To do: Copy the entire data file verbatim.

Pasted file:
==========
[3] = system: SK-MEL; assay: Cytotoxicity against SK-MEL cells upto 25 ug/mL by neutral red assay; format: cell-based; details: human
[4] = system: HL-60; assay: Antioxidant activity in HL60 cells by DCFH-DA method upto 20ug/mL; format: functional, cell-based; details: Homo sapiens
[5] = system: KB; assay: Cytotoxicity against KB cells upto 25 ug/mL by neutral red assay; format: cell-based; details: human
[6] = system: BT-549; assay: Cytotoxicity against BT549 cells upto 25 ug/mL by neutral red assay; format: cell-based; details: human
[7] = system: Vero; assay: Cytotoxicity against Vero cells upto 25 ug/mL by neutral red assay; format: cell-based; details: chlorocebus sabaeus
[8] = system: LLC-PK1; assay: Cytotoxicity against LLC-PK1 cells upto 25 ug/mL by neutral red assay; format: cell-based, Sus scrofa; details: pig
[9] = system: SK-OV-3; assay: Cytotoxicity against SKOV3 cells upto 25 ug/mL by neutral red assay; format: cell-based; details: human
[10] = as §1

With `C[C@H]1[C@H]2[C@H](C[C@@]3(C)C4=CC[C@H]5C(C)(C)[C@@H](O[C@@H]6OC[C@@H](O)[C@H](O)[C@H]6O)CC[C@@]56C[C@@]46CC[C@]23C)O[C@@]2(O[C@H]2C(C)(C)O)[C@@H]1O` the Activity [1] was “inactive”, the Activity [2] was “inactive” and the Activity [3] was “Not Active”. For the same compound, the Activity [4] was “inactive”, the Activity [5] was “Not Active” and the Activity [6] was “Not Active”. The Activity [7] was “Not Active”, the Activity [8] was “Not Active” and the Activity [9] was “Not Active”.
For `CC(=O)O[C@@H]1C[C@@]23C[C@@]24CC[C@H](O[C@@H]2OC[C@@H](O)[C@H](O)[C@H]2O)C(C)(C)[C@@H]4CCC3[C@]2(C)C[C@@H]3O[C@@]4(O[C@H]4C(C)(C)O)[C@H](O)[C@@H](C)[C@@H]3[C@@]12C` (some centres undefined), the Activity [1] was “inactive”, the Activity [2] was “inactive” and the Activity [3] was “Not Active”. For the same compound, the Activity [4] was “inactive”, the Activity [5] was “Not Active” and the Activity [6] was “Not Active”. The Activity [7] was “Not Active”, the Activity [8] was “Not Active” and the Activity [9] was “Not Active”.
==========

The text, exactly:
[3] = system: SK-MEL; assay: Cytotoxicity against SK-MEL cells upto 25 ug/mL by neutral red assay; format: cell-based; details: human
[4] = system: HL-60; assay: Antioxidant activity in HL60 cells by DCFH-DA method upto 20ug/mL; format: functional, cell-based; details: Homo sapiens
[5] = system: KB; assay: Cytotoxicity against KB cells upto 25 ug/mL by neutral red assay; format: cell-based; details: human
[6] = system: BT-549; assay: Cytotoxicity against BT549 cells upto 25 ug/mL by neutral red assay; format: cell-based; details: human
[7] = system: Vero; assay: Cytotoxicity against Vero cells upto 25 ug/mL by neutral red assay; format: cell-based; details: chlorocebus sabaeus
[8] = system: LLC-PK1; assay: Cytotoxicity against LLC-PK1 cells upto 25 ug/mL by neutral red assay; format: cell-based, Sus scrofa; details: pig
[9] = system: SK-OV-3; assay: Cytotoxicity against SKOV3 cells upto 25 ug/mL by neutral red assay; format: cell-based; details: human
[10] = as §1

With `C[C@H]1[C@H]2[C@H](C[C@@]3(C)C4=CC[C@H]5C(C)(C)[C@@H](O[C@@H]6OC[C@@H](O)[C@H](O)[C@H]6O)CC[C@@]56C[C@@]46CC[C@]23C)O[C@@]2(O[C@H]2C(C)(C)O)[C@@H]1O` the Activity [1] was “inactive”, the Activity [2] was “inactive” and the Activity [3] was “Not Active”. For the same compound, the Activity [4] was “inactive”, the Activity [5] was “Not Active” and the Activity [6] was “Not Active”. The Activity [7] was “Not Active”, the Activity [8] was “Not Active” and the Activity [9] was “Not Active”.
For `CC(=O)O[C@@H]1C[C@@]23C[C@@]24CC[C@H](O[C@@H]2OC[C@@H](O)[C@H](O)[C@H]2O)C(C)(C)[C@@H]4CCC3[C@]2(C)C[C@@H]3O[C@@]4(O[C@H]4C(C)(C)O)[C@H](O)[C@@H](C)[C@@H]3[C@@]12C` (some centres undefined), the Activity [1] was “inactive”, the Activity [2] was “inactive” and the Activity [3] was “Not Active”. For the same compound, the Activity [4] was “inactive”, the Activity [5] was “Not Active” and the Activity [6] was “Not Active”. The Activity [7] was “Not Active”, the Activity [8] was “Not Active” and the Activity [9] was “Not Active”.